The Sailing Gymn: the wind, the schools, the clubs and the regattas
Lake Garda tradition and sailing culture
Sailing at Lake Garda is, without doubt, the most historical and popular sport. Apart from results and without having to become a champion, knowing how to sail is a cultural part of being a Gardesana.
Apart from the shape of the Lake which almost guarantees wind, sailing at Garda is especially widespread because of the wonderful work of the clubs and schools which organise regattas and events every year, are happy to host sailing champions and who try to get adults and children alike closer to the sport of Sailing on Lake Garda.
Are Windless days rare on Garda?
If you say Wind in the Alto Garda area, you will bring to mind Peler and Ora.
The Peler starts to blow from the North in the early morning and gets stronger as it heads south down the Lake. The Ora blows from the south and starts after the morning wind has died away, reaching its full strength as it moves North. It is amazing to see the two winds arriving from both directions and to know that they punctually alternate – you can almost set your watch by them!
The winds on Garda, apart from being constant and regular, vary in intensity from morning to evening in the different parts of the Lake. You can be sure of finding the wind for you.
Read more about the Garda winds.
The sailing schools, as well as renting and offering skippered excursions, offer basic and expert courses for every kind of sailor: from relaxing outings to take your mind off your daily routine to group or private lessons in dinghies or keelboats, cabin boats, skiffs and foiling boats.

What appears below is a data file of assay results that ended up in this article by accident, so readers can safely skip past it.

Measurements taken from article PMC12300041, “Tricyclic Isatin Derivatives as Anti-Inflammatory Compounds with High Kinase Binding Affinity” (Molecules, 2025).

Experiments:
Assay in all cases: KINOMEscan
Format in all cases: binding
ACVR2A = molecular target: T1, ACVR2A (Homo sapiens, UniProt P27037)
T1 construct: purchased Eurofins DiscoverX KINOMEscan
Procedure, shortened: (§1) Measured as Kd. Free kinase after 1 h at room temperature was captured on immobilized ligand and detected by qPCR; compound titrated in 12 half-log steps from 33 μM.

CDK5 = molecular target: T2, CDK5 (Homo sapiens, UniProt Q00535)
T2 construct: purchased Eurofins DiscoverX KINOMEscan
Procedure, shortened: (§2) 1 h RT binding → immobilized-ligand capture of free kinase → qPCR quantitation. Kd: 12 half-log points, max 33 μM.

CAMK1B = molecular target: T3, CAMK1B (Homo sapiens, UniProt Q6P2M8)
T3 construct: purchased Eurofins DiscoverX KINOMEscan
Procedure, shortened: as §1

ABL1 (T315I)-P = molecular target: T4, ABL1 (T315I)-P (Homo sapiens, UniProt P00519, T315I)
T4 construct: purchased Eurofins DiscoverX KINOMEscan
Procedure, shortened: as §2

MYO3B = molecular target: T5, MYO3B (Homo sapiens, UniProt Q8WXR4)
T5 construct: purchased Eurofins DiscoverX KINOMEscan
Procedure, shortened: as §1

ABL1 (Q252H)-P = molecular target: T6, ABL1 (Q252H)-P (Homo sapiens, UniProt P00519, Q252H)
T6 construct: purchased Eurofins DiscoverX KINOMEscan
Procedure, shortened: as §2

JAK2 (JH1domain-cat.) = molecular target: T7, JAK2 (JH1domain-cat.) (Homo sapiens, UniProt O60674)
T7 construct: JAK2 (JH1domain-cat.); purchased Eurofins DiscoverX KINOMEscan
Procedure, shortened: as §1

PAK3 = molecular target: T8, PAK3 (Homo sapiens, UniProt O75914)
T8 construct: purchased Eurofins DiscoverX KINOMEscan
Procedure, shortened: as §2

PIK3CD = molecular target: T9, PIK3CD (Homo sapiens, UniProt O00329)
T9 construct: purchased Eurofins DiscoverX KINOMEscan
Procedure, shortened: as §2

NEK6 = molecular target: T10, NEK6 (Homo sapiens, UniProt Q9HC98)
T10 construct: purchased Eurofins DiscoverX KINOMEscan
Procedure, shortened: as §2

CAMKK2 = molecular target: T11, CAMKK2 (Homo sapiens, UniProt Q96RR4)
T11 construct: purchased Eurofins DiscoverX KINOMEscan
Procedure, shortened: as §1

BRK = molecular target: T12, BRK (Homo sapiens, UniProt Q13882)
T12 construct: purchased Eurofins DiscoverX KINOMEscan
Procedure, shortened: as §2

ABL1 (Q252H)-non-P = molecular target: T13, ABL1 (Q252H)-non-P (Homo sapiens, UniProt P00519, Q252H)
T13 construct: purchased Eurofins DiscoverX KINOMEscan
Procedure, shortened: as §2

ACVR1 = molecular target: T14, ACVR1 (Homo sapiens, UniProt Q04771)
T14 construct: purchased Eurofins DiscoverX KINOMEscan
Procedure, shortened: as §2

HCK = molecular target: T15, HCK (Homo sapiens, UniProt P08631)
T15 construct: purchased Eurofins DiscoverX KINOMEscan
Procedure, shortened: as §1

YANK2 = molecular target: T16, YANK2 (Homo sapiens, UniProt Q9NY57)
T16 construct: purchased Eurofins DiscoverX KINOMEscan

Clubs and Sailing Champions
With the Schools Project progetto Vela Scuola the sailing centres on Garda offer summr courses and tester sessions every year to bring children to the sport of sailing. Those that get the bug will start training with a squad and through this aim at Olympic sailing or being a professional sailor.
Garda Sailors Flavio Scala and Mauro Testa (Munich Olympics 1972, Star Class), Albino Fravezzi, Roberto Benamati (Barcellona Olympics 1992, Star Class) Michele Marchesini (Athens Olympics 2004, Finn Class), the Celon brothers, Manuel Modena (Luna Rossa), Luca Modena and Giuseppe Devoti, these are just some of the local athletes who started sailing on Garda and went on to sail at the highest levels.
It’s normal to find National teams and World Champions sailing here with us. Athletes of the calibre of Russell Coutts, Torben Grael, Fredrik Loof, Robert Sheidt, Xavier Rohart and Paul Goodison, to mention just some, have raced and trained here on Garda. Some of these sailors have moved to Garda for the quality of life and to be able to train at every moment.
Alto Garda regattas
There is an extensive regatta calendar each year: from zonal regattas for young athletes to world championships and local classics such as the Garda Centomiglia which has been fought every year since 1951 on the second Sunday of September.
Amongst all the regattas it is the Centomiglia that encourages the International sailing federations to bring their regattas to our clubs. In 2014, Lake Garda wrote a page in the history books by hosting the first World Championships of the Star Class in the fresh waters of Europe. A huge success for the Malcesine sailing club.
Foiling on Lake Garda
Foils are different shaped and sized appendices attached under the hull of a boat. They hold the boat out of the water and, with less wet area, the boats can go faster and fly above the water.
Foils have existed for many years but have really become more widespread with the 2013 America’s Cup and the Moth Class.
It’s difficult to return to traditional sailing once you have tried foiling. Is it a fashion or the future of sailing? We talk to Heinz Stickl who runs the Stickl Sportcamp in Malcesine.